UA-53645469-1 At the Drive-In
Memphis Type History: The Podcast

At the Drive-In

August 20, 2017

In this episode of Memphis Type History: The Podcast, you’ll find out how the drive-in movie theater started, hear Rebecca’s sister tell her childhood memories of the drive in, and answer the question that has been the source of many contentious debates in Memphis for years: which side of the highway was the Summer Avenue Drive in originally located?

Richard Hollingshead starts the Drive-In, of course, for his mom. As a sales manager for his father’s company, Whiz Auto Products, Hollingshead understood the automobile and society’s love for cars. He also understood some people, like his mom, had a hard time finding a comfortable seat in the town’s lavish theater. Thus, he worked on an idea to create a movie watching experience in the comfort of your own car. Mounting a 1928 Kodak projector on the hood of his car, tying sheets to trees, and with his radio, he practiced his clever project in his own driveway. In May of 1933 he received a patent for his concept and opened the first Drive-In Theater on Tuesday, June 6 of the same year in Pennsauken, New Jersey. 

At some point between the late 1950s to early 60s around 4,000 Drive-In theaters existed across the country. One of the largest was in Copiague, New York which provided space for 2,500 parked cars, a kid’s playground and a full service restaurant. Apparently, there were several factors in the decline of the drive-in. First, the widespread adoption of daylight savings made it difficult for the movies to start at a reasonable hour. Secondly, the oil crisis in the seventies made people more unlike to do anything in the car if they could avoid it. Still, drive-ins have managed to survive into the current era but there are fewer than 500 in existence today.


Rebecca's sister actually has some vivid memories of going to the movie theater, especially the drive in where we grew up in South Texas. The whole experience of bringing food, packing into the car, seeing some new and exciting film, was an escape from what could sometimes feel like an otherwise dull and restricting working class lifestyle. It should be noted in the podcast Rebecca's sister says she was born in 1979 which is true even though she tries to sound more like 79 years old to make the memory more genuine. Plus they sound almost exactly alike so hopefully this helps distinguish them.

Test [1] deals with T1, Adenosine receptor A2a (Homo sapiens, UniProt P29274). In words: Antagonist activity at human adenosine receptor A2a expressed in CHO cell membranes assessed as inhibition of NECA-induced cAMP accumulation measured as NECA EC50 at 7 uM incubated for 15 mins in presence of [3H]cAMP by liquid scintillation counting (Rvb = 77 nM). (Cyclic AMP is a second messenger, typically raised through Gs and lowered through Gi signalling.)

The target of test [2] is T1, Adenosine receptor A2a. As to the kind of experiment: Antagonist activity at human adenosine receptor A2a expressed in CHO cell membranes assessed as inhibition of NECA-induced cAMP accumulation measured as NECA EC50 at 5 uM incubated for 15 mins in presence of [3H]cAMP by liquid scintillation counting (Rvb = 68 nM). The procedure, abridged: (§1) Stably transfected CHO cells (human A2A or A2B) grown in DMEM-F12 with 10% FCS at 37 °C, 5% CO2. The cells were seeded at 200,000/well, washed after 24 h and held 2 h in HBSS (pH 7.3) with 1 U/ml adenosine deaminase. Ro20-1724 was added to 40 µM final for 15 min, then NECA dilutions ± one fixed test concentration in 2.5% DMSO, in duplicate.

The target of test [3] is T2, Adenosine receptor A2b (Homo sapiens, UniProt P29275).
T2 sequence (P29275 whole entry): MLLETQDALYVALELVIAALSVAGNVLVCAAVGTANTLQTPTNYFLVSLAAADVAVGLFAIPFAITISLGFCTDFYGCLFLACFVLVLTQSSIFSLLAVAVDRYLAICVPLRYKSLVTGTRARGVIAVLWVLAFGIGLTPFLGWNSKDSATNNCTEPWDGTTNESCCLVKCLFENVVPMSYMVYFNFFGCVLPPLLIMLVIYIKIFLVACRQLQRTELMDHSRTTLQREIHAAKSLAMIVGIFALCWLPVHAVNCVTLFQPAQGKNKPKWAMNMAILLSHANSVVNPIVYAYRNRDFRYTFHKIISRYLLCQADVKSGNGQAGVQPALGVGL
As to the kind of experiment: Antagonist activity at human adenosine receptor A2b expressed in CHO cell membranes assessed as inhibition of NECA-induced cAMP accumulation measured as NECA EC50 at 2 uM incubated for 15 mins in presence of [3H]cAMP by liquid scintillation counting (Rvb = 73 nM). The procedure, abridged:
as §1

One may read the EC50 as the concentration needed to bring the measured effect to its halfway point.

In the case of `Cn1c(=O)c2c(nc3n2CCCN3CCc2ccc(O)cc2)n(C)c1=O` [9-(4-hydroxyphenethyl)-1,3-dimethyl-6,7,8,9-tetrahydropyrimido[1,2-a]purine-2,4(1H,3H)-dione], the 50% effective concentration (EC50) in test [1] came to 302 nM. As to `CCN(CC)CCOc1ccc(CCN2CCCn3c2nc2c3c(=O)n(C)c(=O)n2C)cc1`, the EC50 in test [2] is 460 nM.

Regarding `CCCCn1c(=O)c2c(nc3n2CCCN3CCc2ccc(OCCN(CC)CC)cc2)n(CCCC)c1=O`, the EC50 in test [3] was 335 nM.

That brings us to the Summer Avenue Drive-In. If you talk to many Memphians, especially those that have lived here for a long time, you’ll run into questions about what side of the highway it was on originally: west or east? It turns out that’s a trick question because it was neither on the east or west side of the highway because at the time there was no highway!

The current drive-in did move into its current location, across the highway to the west after the construction of the highway in 1966. The original drive-in was said to have the largest marquee sign in the South and the second largest car capacity at more than 600. 

We also learned the founder of Holiday Inn, Kemmons Wilson, was one of the original owners of the movie theater and he intended for there to be a skating rink directly in front of the screen. In addition, the original theater offered services many of us would love to have access to, especially moms, like warming a bottle of milk for a baby! Although the skating rink may or may not have actually ever been used and several of the other big ideas for the theater were never realized, it was still very popular and entertained crowds for many years. It did close and was eventually demolished before the new Summer Drive-In opened in 1966.

Caitlin and Rebecca went to see a movie at the current Summer Drive-In several years ago. You’ll have to listen to the podcast to get the whole story, though. You’ll also hear about someone who may be living in an apartment above the concession stand.

The Summer Drive-In now remains a popular spot for families, teenagers, and just about anyone who loves movies in Memphis. You can listen to the movie audio through a radio station that tunes in once you drive onto the lot and the sign is characterized by vintage sculptures and a classic Beetle car above the marquee.

For full show notes, visit